Valerie RussoFormerly a senior copy editor at Thomson Reuters, a research editor at AOL,  and a senior web publicist at Hachette Book GroupValerie M. Russo is editor at large of The Front End of Innovation BlogThe Market Research Event BlogThe World Future Trends Tumblr, the Digital Impact Blog, and also blogs at Literanista.net. She is the innovation lead and senior social media strategist for the Marketing and Business Strategy Division of the Institute for International Research, an Informa LLC., and her poetry was published in Regrets Only on sale at the MOMA Gift Shop. Her background is in Anthropology and English Literature. You can reach her at vrusso@iirusa.com or @Literanista.

Live from #MediaInsight: The Future Begins Now: How Current Trends are Shaping the 10 Growth Areas of Tomorrow


Jared Weiner, Futurist and Vice President, WEINER, EDRICH, BROWN takes us through the key growth areas for the future 

The recognition of educated incapacity: knowing so much about what you know, that you are the last to see the future of your area of expertise differently.  Everyone suffers from this.  The fix is to use your "alien eyes" - explore new things and look at industries from different angles to keep yourself sharp.

The emerging metaspace economy: ten growth areas of the future, all of which will influence media and insights.  

1. Time Space: Time is becoming simultaneous, not sequential.  Everything is getting shorter.  When we didn't have time for email we moved to tweets.  When we couldn't take the time to tweet we moved to videos and imagery (i.e. Instagram).  This is where communication is headed.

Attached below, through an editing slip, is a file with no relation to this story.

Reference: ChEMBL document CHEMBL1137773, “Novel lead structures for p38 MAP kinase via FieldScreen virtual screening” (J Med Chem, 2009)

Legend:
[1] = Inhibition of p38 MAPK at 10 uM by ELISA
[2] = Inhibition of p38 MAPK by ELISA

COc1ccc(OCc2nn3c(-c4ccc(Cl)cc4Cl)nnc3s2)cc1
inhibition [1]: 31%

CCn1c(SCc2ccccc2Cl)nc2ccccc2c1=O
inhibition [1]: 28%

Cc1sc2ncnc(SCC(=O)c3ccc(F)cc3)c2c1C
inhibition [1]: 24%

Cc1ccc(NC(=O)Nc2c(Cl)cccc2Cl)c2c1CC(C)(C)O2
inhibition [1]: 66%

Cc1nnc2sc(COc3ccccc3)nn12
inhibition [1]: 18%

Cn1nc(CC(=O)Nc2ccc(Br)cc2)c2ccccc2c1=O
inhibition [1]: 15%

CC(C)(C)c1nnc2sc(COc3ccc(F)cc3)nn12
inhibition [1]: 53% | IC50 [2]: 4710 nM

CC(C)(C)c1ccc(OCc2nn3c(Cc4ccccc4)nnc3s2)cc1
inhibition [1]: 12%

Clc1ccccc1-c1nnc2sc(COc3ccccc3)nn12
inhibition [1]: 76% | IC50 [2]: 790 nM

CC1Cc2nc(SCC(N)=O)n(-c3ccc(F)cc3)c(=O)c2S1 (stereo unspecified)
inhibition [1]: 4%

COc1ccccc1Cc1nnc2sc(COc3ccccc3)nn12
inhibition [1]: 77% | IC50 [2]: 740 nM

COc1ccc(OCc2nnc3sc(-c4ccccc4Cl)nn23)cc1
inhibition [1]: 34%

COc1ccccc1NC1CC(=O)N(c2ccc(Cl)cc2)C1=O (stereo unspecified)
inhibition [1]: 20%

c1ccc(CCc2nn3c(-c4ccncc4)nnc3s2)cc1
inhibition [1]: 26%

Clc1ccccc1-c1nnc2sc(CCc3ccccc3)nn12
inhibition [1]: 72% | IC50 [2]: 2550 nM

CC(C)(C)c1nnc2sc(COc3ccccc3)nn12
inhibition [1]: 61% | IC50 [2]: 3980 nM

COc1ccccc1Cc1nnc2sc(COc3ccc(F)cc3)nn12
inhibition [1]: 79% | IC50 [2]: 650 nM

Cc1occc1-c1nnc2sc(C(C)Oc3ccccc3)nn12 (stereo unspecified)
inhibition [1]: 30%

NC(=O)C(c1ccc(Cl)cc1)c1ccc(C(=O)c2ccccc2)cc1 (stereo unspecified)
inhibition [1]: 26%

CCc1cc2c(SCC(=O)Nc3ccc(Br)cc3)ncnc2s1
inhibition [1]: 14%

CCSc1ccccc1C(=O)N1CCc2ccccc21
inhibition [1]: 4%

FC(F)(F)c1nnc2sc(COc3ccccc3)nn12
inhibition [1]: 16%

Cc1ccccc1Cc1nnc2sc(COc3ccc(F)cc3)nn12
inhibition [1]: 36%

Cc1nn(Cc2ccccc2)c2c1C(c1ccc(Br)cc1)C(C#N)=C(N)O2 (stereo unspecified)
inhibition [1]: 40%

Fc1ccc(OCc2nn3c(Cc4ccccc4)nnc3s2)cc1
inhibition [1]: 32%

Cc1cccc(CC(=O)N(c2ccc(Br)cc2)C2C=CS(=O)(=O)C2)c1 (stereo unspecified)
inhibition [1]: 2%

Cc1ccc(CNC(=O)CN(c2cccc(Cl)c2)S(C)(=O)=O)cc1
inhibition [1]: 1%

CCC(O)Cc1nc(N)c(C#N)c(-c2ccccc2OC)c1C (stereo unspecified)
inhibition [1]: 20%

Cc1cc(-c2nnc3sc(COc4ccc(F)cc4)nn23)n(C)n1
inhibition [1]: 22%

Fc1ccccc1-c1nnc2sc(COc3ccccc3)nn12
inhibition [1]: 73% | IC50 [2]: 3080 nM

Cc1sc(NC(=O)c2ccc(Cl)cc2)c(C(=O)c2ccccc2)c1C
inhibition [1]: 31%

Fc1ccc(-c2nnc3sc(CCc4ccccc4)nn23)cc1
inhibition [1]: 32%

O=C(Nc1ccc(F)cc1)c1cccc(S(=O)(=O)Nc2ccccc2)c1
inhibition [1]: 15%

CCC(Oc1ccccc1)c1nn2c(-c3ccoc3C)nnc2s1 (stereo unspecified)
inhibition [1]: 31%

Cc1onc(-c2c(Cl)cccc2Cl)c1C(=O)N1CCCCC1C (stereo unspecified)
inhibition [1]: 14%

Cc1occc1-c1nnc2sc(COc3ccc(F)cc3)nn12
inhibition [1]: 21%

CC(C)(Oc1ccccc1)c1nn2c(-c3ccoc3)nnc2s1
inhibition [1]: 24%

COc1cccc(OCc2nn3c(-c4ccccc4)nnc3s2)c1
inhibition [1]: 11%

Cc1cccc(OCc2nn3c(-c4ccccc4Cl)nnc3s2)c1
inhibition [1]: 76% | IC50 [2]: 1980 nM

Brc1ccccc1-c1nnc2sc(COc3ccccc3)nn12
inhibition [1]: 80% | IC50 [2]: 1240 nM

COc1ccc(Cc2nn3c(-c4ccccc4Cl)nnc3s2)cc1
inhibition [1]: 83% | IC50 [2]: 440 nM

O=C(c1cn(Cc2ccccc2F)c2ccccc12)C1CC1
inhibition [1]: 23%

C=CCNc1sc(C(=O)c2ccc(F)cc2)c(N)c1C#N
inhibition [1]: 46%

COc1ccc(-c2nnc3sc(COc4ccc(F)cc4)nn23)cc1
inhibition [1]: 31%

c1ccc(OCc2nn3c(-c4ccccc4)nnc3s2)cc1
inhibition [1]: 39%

2. Inner Space: Neuro imaging, sensory, neuro transmitters - as we understand more about inner mechanics, our experiences will change.  Before long, we'll have video games that use sense to complete the experience - a soccer game that pumps out the scent of freshly cut grass, a baseball game that emits the smell of hot dogs, etc.

3. Design Space: It wasn't long ago that design was on the fringe.  Now design thinking and user experience are huge for any successful enterprise.

4. Play Space: Gamification is the new normal - think about how many reward programs you are a part of.  Adult play is growing - employees are starting to have fun at the workplace.  Amusement isn't just for kids anymore.  

5. Storage Space: Storage of data is key - computing power and big data are increasing exponentially.  How and where do we store everything?